Five Things You Need to Know: Pulte Homes, "The Problem Is Demand"
No, the problem is Pulte Homes.
Kevin Depew's Five Things You Need to Know to stay ahead of the pack on Wall Street:
1. Pulte Homes: "The Problem Is Demand"; No, the Problem is Pulte Homes
We heard from Toll's Bob Toll yesterday on bended knee looking for Congress to stimulate housing demand, and this morning Pulte Homes joined in. Nothing really new there - the homebuilders are asking Congress for a $15,000 tax credit similar to the $2,000 tax credit offered to kickstart housing 35 years ago during the Ford Administration (they'll likely get half of that amount) - however, there were some interesting comments related to pricing that are worth sharing.
Richard Dugas, PHM CEO, said he believes it is a mistake to believe the new housing market can correct without the resale market also correcting. This is an important point of distinction. New homes are now selling at a 10% to 15% discount to resale in most areas of the country. Historically, that ratio has been reversed.
"We clearly need resale pricing to correct, and correct dramatically,' Dugas said. He cited the most recent data from the S&P/Case-Shiller index showing a 14% decline in prices year-over-year, by far the largest on record, but noted that even that kind of decline is not enough.
"We view that [price decline] as a good thing," Dugas said, "and frankly we think resale pricing needs to continue to move down, because existing buyers are telling us they would like to buy our homes, but need to sell their existing homes, but they've obviously got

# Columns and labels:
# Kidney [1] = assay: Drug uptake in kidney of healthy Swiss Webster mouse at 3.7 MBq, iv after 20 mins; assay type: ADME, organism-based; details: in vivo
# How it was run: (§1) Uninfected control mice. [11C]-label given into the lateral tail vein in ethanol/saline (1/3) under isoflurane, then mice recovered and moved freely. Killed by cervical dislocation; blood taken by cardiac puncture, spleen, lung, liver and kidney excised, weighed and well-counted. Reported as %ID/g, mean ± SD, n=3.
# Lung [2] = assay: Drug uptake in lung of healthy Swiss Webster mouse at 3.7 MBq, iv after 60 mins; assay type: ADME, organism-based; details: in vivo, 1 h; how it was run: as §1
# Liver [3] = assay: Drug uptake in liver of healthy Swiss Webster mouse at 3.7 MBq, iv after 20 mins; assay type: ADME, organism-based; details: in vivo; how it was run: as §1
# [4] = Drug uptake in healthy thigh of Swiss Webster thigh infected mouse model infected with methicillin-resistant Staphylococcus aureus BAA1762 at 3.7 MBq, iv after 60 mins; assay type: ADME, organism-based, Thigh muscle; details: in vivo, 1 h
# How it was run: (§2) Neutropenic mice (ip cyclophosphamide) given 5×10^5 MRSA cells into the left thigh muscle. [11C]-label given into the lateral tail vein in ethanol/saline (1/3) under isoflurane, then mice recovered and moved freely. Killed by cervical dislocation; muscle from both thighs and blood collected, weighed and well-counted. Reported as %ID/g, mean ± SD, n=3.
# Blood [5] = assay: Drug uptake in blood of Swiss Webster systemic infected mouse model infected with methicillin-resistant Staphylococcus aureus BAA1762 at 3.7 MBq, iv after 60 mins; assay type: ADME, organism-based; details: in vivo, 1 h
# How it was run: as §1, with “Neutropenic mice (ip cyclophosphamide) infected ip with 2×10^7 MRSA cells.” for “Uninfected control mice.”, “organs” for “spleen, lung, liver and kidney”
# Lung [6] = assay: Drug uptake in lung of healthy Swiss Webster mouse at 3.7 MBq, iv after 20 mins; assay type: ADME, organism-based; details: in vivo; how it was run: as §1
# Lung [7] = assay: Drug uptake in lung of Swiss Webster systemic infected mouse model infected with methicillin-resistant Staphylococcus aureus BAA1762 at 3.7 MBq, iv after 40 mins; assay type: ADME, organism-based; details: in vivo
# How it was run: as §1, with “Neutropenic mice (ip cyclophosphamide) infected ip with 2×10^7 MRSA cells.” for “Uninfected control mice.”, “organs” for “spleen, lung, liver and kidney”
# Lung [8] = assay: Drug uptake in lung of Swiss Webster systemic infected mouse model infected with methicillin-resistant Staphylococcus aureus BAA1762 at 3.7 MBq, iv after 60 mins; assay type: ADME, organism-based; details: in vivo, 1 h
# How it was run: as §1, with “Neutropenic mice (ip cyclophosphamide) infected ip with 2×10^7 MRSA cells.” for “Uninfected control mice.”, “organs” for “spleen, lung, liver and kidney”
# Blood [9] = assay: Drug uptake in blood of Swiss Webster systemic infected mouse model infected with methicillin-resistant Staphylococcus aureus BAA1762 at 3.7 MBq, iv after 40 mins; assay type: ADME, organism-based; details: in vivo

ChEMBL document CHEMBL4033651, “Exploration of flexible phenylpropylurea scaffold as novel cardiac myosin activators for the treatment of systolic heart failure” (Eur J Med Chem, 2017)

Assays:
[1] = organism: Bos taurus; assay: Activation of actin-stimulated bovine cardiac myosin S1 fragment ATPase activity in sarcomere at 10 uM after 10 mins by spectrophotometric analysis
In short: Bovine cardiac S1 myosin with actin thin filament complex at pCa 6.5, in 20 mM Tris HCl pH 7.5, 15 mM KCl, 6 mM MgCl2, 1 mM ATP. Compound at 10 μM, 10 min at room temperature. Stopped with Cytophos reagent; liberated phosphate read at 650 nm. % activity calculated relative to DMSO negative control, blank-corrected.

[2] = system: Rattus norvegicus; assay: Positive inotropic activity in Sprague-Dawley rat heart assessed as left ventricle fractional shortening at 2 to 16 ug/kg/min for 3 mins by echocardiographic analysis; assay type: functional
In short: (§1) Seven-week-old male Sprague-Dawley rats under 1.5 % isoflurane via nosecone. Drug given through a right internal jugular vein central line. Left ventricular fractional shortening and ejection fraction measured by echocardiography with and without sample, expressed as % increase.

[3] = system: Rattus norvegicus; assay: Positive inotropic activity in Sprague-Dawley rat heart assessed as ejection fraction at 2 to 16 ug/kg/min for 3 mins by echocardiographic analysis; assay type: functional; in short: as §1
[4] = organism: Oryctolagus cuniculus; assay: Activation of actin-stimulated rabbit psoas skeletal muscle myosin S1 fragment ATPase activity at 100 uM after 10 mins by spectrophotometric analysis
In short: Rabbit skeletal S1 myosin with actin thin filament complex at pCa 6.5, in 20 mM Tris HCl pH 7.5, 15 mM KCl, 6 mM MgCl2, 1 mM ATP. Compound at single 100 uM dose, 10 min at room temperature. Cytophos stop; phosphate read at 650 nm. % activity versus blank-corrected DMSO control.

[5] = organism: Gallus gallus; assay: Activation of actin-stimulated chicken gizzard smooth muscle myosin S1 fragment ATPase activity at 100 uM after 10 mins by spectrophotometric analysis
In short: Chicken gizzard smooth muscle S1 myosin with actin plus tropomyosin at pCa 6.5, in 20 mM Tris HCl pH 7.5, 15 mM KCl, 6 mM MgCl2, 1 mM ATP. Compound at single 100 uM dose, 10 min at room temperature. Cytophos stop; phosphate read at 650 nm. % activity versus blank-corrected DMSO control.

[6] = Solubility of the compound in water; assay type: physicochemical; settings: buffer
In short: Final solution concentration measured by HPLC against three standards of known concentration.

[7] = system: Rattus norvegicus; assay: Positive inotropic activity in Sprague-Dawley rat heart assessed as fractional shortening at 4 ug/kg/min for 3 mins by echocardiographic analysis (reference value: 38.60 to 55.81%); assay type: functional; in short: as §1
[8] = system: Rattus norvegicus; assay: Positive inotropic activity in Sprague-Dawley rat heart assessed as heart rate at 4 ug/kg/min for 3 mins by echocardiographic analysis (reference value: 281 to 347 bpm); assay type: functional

to get realistic about price before they have a chance to sell those homes."
This view - that prices still need to come down significantly - makes some sense, especially if your business is selling new homes, but there are other issues at work. Foremost is the problem facing both Fannie Mae (FNM) and Freddie Mac (FRE) if Dugas gets his wish for dramatically lower home prices. We believe both companies are underestimating coming price declines.
Fannie recently relaxed downpayment rules so borrowers approved by Fannie Mae's automated underwriting program will now be able to borrow up to 97% of the value of their homes. At the current pace of decline using the Case-Shiller composite, it would take just four months to be underwater on your mortgage with a 3% down payment.
Meanwhile, the real issue facing homebuilders is the psychological impact of housing price deflation. "Of [the issues facing housing], I think by far the biggest issue is buyer confidence and the lack of the ability for the buyer to make a decision to get in housing, because they are fearful of price declines," Dugas said. That's why he's looking to Congress to help. "The whole idea here folks would be to put a floor under pricing and get people back in the market," Dugas said.
If Dugas and Toll get their way, we taxpayers will essentially become home price guarantors as existing homeowners are forced to reprice their homes downward while only they (the homebuilders) get to share in the profits. The rationalization for this disjointed and incongruous view of risk and reward is that housing is a "key linchpin" of the U.S. economy. Well, so was the cotton industry in 1790. Some things need to change.